Statistical analysis of coverage error in simple global temperature estimators

K. Cowtan, P. Jacobs, P. Thorne, R. Wilkinson


Global mean surface temperature change is a key number which scientists and policy makers use to track the impact of human activity on the climate system. The mathematical definition of the term can be inferred from the name - it is the average of temperature change over the whole surface of the earth. We typically record temperatures on a map divided into a rectangular grid of cells, in which case the global mean can be obtained by averaging the values in the individual cells (taking into account the cell area).

However we do not have observations for the whole of the planet. For recent decades there are near the poles and in parts of Africa with no observations. In the early 20th century and before, the missing regions cover much more of the planet (figure 1).

Figure 1: Map of grid cells where observations are available for the HadCRUT4 data set from the UK Meteorological Office, for a month from 1865 and 2015.

The global mean is often calculated by taking the mean of just the grid cells where observations are available. This would be a reasonable approach if places where observations are available were uniformly distributed across the map. However plainly this is not the case, and therefore the simple average gives the wrong answer. As an analogy, if someone were to suggest estimating the average height of adult humans by measuring a group in which 80% of the people were men, most of us would recognize that we would get a misleading result (figure 2).

Figure 2: Estimating how tall an average person is from a sample consisting of mostly men gives a misleading answer.

This problem was solved in a statistically rigorous way by Ruvim Kagan in the 1970's, who introduced a method called 'Optimal Averaging'. However while his work was used both in the UK and the US in the 1990s, many groups have reverted to using simple (area weighted) averages, even when some of the data are missing. In some cases this may be because there are benefits in using simple methods - they are easier to maintain, easier to understand and more transparent to the users. In other cases it may arise because users are not aware of the statistical problems: the concept of an average seems so simple that we may not be aware of the hidden complexities.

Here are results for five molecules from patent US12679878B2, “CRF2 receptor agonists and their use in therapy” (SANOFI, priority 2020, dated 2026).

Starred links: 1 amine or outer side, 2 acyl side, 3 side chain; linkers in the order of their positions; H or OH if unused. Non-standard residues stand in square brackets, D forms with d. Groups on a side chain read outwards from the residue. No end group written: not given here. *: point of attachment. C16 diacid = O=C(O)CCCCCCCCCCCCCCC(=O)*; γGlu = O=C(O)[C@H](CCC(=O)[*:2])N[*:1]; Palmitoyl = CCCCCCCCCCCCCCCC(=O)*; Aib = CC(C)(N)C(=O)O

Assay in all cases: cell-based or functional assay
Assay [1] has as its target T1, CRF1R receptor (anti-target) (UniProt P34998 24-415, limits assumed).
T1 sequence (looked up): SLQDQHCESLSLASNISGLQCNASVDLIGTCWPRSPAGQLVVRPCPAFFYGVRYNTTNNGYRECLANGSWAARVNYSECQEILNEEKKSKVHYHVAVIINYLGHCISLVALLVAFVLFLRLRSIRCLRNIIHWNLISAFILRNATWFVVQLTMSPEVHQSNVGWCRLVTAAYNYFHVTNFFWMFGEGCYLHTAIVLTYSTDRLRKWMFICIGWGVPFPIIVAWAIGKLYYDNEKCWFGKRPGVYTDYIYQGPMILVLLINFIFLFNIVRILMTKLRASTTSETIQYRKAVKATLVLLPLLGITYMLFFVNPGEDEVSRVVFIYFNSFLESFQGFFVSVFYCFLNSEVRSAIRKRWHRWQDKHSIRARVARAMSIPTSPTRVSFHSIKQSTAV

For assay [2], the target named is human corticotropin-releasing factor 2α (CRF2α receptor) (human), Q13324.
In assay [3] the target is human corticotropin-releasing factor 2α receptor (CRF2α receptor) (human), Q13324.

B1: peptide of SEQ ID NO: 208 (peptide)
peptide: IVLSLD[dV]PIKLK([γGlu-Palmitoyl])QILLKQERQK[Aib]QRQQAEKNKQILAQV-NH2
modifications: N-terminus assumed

Figure 3: Kagan's work was published in 1979 in Russian and in 1997 in English.

The aim of our paper is two-fold:

  • We explain the problem of calculating the average of a grid when some cells are missing to a wider audience.
  • We introduce a simplification of the optimal averaging method, which while inferior to Kagan's full method, provides most of the same benefits for recent decades.
We do not necessarily recommend that people use our new method: ideally, people would use the more sophisticated approach of Kagan or more modern methods, however if that is not possible then our method is better than the simple average. Our primary aim is rather to show why the simple average is wrong.

Some of this may seem abstract and technical. However the choice of statistical methods can have real world impacts. The use of a simple average was one contributory factor (along with changes in the way sea surface temperatures are measured [1][2][3]) to the perception of a 'hiatus' in global warming between 1998 and 2013. When all the known issues with the data are corrected, there is no evidence of a significant change in the rate of warming over this period.

Figure 4: Coverage was a contributory factor to perceptions of a 'hiatus' in warming.